Wednesday, February 22, 2006

I find it a helpful exercise to examine federal budget statistics in terms of dollars per capita. The raw numbers are just too big for our intuition to handle well. For historical context, the correct unit of measurement is usually GDP. However, if we're just looking at the present, I find dollars per capita gives me a more visceral understanding of how much money is involved.

Allow me to illustrate. The following quantities are given in dollars per U.S. resident.

Federal govt. outlays for FY 2007
total 9200
discretionary: defense 1740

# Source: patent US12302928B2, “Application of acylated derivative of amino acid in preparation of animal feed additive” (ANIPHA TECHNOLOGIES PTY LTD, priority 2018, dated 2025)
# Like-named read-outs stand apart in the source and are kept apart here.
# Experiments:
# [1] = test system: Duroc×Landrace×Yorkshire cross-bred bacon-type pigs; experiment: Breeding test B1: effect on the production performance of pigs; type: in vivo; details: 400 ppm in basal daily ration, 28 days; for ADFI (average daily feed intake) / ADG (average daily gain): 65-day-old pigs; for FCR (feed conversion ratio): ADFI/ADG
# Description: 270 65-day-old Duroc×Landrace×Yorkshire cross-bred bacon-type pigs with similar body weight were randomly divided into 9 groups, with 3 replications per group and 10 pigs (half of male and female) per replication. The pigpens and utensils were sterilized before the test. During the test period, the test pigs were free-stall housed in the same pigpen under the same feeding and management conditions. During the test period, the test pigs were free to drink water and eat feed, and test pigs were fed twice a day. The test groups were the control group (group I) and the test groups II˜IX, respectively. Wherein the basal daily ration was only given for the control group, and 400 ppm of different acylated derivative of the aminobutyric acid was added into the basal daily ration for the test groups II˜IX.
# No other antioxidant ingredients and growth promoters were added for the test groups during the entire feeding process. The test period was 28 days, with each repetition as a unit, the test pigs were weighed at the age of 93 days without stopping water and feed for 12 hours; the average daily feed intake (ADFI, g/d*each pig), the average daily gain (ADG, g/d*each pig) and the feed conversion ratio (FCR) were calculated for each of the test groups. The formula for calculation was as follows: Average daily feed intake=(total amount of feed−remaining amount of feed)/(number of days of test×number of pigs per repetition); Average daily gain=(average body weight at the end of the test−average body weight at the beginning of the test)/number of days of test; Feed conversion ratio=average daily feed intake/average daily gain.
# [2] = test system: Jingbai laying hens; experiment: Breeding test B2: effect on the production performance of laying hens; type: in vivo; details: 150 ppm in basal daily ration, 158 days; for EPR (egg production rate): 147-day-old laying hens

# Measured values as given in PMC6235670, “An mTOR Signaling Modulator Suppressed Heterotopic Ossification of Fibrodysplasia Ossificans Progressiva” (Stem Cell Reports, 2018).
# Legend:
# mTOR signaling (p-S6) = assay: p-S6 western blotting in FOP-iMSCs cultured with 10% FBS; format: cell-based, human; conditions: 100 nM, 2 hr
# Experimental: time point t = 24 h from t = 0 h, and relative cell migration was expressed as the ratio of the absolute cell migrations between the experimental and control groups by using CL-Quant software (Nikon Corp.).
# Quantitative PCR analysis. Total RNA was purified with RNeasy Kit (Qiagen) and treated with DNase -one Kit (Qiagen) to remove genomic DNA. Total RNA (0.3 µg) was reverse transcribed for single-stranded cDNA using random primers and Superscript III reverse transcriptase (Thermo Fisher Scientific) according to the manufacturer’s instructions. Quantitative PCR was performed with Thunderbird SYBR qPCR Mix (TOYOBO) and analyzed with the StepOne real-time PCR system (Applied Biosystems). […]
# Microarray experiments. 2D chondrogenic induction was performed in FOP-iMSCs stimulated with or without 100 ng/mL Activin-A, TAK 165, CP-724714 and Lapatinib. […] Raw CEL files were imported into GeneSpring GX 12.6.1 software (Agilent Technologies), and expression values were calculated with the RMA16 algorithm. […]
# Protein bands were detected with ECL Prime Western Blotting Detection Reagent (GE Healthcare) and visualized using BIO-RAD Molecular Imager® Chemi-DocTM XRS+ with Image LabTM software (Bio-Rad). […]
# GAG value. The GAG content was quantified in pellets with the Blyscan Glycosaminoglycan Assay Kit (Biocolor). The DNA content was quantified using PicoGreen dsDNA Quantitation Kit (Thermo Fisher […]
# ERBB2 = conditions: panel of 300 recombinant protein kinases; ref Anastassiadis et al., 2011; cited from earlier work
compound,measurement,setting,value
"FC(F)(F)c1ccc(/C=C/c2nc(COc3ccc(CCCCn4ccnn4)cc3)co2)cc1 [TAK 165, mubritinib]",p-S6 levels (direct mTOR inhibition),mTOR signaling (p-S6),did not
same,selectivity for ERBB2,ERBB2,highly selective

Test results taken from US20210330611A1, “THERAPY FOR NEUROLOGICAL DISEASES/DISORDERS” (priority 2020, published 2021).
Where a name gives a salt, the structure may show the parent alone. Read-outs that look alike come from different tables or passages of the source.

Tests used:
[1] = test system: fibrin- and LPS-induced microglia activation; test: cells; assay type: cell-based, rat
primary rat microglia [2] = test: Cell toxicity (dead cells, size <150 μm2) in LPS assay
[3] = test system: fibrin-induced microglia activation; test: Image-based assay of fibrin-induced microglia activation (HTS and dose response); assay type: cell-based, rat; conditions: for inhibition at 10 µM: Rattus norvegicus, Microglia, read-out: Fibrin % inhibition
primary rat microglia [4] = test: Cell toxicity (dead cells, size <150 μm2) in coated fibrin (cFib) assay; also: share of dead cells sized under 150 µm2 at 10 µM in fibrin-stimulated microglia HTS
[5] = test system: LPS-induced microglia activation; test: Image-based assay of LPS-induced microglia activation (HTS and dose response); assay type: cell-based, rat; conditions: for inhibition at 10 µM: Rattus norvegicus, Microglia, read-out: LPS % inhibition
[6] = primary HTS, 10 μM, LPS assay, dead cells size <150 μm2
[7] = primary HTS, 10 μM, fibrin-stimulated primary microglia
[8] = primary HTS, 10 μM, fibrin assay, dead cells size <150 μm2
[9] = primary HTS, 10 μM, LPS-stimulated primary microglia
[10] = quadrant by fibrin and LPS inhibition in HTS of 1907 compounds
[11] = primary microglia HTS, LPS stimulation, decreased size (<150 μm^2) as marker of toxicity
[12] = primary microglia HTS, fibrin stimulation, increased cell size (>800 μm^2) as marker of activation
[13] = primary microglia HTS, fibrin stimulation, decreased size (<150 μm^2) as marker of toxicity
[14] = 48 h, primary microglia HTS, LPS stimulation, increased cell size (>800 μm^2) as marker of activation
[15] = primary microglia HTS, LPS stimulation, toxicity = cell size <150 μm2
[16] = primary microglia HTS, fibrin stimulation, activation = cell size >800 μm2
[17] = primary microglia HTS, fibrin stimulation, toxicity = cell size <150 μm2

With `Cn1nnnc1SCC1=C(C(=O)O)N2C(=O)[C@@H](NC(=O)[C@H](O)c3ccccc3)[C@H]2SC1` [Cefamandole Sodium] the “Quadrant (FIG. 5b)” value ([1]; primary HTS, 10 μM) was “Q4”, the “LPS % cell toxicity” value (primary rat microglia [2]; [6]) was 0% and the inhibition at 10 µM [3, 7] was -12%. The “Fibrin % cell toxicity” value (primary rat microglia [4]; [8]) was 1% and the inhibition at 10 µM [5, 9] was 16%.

discretionary: nondefense 1680
Social Security 1930
Medicare 1570
welfare programs 1240
other mandatory spending 542
undistributed offseting receipts -313
net interest payments 822

The estimated savings due to proposed cuts and reforms in Bush's 2007 budget is $68 per U.S. resident.

The data sources for my calculations are the White House (p. 7), the OMB (p. 133, 292), and the Census Bureau. (I used simple linear interpolation for my population estimate, so I only trust my results out to three significant figures, and have displayed them accordingly. Of course, my data sources are themselves estimates; I don't know to how many significant figures they should be trusted.)

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